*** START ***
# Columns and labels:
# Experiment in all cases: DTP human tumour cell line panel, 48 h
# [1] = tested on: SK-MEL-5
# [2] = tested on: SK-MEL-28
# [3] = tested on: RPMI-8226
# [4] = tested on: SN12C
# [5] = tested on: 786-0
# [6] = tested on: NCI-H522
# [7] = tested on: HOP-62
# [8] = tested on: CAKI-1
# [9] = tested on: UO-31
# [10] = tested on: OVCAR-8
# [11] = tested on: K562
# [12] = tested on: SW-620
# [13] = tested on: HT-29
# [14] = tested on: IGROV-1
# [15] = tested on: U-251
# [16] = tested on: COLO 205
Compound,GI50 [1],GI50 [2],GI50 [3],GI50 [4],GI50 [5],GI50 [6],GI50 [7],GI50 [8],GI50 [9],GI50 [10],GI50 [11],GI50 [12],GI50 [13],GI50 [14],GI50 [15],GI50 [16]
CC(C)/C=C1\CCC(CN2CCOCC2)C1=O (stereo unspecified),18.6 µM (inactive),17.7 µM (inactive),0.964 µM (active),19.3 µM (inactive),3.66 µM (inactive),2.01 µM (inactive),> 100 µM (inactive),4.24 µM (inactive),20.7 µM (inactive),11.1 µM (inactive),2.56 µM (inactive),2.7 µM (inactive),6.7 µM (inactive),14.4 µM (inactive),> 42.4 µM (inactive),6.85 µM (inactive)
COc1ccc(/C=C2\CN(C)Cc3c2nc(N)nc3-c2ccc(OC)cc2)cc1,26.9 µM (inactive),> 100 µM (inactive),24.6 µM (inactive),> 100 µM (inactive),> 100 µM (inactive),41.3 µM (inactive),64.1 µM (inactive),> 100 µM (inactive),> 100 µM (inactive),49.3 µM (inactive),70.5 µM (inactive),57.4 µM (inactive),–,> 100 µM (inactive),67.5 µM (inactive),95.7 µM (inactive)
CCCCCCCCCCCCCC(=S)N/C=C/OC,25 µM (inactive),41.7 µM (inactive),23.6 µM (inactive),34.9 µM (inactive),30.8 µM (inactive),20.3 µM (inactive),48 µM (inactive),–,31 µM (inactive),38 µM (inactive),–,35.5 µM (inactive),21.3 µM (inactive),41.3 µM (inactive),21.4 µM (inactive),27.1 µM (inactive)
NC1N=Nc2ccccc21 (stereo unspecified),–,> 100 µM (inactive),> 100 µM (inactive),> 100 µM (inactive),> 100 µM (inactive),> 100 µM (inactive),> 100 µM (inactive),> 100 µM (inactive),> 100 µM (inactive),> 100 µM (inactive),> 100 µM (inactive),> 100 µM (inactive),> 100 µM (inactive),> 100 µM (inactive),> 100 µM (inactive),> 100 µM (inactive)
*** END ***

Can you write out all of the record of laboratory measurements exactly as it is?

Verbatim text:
# Columns and labels:
# Experiment in all cases: DTP human tumour cell line panel, 48 h
# [1] = tested on: SK-MEL-5
# [2] = tested on: SK-MEL-28
# [3] = tested on: RPMI-8226
# [4] = tested on: SN12C
# [5] = tested on: 786-0
# [6] = tested on: NCI-H522
# [7] = tested on: HOP-62
# [8] = tested on: CAKI-1
# [9] = tested on: UO-31
# [10] = tested on: OVCAR-8
# [11] = tested on: K562
# [12] = tested on: SW-620
# [13] = tested on: HT-29
# [14] = tested on: IGROV-1
# [15] = tested on: U-251
# [16] = tested on: COLO 205
Compound,GI50 [1],GI50 [2],GI50 [3],GI50 [4],GI50 [5],GI50 [6],GI50 [7],GI50 [8],GI50 [9],GI50 [10],GI50 [11],GI50 [12],GI50 [13],GI50 [14],GI50 [15],GI50 [16]
CC(C)/C=C1\CCC(CN2CCOCC2)C1=O (stereo unspecified),18.6 µM (inactive),17.7 µM (inactive),0.964 µM (active),19.3 µM (inactive),3.66 µM (inactive),2.01 µM (inactive),> 100 µM (inactive),4.24 µM (inactive),20.7 µM (inactive),11.1 µM (inactive),2.56 µM (inactive),2.7 µM (inactive),6.7 µM (inactive),14.4 µM (inactive),> 42.4 µM (inactive),6.85 µM (inactive)
COc1ccc(/C=C2\CN(C)Cc3c2nc(N)nc3-c2ccc(OC)cc2)cc1,26.9 µM (inactive),> 100 µM (inactive),24.6 µM (inactive),> 100 µM (inactive),> 100 µM (inactive),41.3 µM (inactive),64.1 µM (inactive),> 100 µM (inactive),> 100 µM (inactive),49.3 µM (inactive),70.5 µM (inactive),57.4 µM (inactive),–,> 100 µM (inactive),67.5 µM (inactive),95.7 µM (inactive)
CCCCCCCCCCCCCC(=S)N/C=C/OC,25 µM (inactive),41.7 µM (inactive),23.6 µM (inactive),34.9 µM (inactive),30.8 µM (inactive),20.3 µM (inactive),48 µM (inactive),–,31 µM (inactive),38 µM (inactive),–,35.5 µM (inactive),21.3 µM (inactive),41.3 µM (inactive),21.4 µM (inactive),27.1 µM (inactive)
NC1N=Nc2ccccc21 (stereo unspecified),–,> 100 µM (inactive),> 100 µM (inactive),> 100 µM (inactive),> 100 µM (inactive),> 100 µM (inactive),> 100 µM (inactive),> 100 µM (inactive),> 100 µM (inactive),> 100 µM (inactive),> 100 µM (inactive),> 100 µM (inactive),> 100 µM (inactive),> 100 µM (inactive),> 100 µM (inactive),> 100 µM (inactive)